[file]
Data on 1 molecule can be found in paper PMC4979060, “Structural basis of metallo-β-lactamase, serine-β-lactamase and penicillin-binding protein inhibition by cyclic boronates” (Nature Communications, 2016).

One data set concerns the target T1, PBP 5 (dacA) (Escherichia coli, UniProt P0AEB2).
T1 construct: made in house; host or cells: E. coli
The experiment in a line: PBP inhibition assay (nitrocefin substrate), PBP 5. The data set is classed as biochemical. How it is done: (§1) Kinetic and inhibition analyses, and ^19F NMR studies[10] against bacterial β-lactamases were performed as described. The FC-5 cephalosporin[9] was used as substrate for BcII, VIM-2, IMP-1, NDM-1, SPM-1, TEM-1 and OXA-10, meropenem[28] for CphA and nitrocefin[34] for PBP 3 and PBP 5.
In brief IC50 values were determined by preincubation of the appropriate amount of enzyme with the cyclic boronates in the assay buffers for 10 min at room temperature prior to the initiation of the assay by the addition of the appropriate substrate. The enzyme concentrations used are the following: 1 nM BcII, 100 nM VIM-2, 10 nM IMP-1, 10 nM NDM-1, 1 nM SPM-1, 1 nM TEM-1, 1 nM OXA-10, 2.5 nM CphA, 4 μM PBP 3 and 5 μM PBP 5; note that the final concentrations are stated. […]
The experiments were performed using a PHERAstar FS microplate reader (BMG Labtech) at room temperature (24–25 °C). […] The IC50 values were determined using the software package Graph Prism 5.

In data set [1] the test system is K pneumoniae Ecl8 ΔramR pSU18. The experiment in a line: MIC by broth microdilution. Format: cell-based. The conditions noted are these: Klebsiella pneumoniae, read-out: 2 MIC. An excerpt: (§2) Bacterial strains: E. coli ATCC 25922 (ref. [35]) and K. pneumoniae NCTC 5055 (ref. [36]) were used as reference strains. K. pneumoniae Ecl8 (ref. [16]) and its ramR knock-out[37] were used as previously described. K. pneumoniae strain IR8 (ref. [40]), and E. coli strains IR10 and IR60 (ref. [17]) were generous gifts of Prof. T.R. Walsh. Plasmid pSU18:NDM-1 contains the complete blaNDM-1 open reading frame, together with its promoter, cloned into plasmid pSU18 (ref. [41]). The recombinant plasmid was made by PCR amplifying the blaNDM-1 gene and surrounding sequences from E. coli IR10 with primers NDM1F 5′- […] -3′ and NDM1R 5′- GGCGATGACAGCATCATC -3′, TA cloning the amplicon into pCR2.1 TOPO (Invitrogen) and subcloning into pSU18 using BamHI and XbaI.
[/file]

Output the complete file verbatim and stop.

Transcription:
Data on 1 molecule can be found in paper PMC4979060, “Structural basis of metallo-β-lactamase, serine-β-lactamase and penicillin-binding protein inhibition by cyclic boronates” (Nature Communications, 2016).

One data set concerns the target T1, PBP 5 (dacA) (Escherichia coli, UniProt P0AEB2).
T1 construct: made in house; host or cells: E. coli
The experiment in a line: PBP inhibition assay (nitrocefin substrate), PBP 5. The data set is classed as biochemical. How it is done: (§1) Kinetic and inhibition analyses, and ^19F NMR studies[10] against bacterial β-lactamases were performed as described. The FC-5 cephalosporin[9] was used as substrate for BcII, VIM-2, IMP-1, NDM-1, SPM-1, TEM-1 and OXA-10, meropenem[28] for CphA and nitrocefin[34] for PBP 3 and PBP 5.
In brief IC50 values were determined by preincubation of the appropriate amount of enzyme with the cyclic boronates in the assay buffers for 10 min at room temperature prior to the initiation of the assay by the addition of the appropriate substrate. The enzyme concentrations used are the following: 1 nM BcII, 100 nM VIM-2, 10 nM IMP-1, 10 nM NDM-1, 1 nM SPM-1, 1 nM TEM-1, 1 nM OXA-10, 2.5 nM CphA, 4 μM PBP 3 and 5 μM PBP 5; note that the final concentrations are stated. […]
The experiments were performed using a PHERAstar FS microplate reader (BMG Labtech) at room temperature (24–25 °C). […] The IC50 values were determined using the software package Graph Prism 5.

In data set [1] the test system is K pneumoniae Ecl8 ΔramR pSU18. The experiment in a line: MIC by broth microdilution. Format: cell-based. The conditions noted are these: Klebsiella pneumoniae, read-out: 2 MIC. An excerpt: (§2) Bacterial strains: E. coli ATCC 25922 (ref. [35]) and K. pneumoniae NCTC 5055 (ref. [36]) were used as reference strains. K. pneumoniae Ecl8 (ref. [16]) and its ramR knock-out[37] were used as previously described. K. pneumoniae strain IR8 (ref. [40]), and E. coli strains IR10 and IR60 (ref. [17]) were generous gifts of Prof. T.R. Walsh. Plasmid pSU18:NDM-1 contains the complete blaNDM-1 open reading frame, together with its promoter, cloned into plasmid pSU18 (ref. [41]). The recombinant plasmid was made by PCR amplifying the blaNDM-1 gene and surrounding sequences from E. coli IR10 with primers NDM1F 5′- […] -3′ and NDM1R 5′- GGCGATGACAGCATCATC -3′, TA cloning the amplicon into pCR2.1 TOPO (Invitrogen) and subcloning into pSU18 using BamHI and XbaI.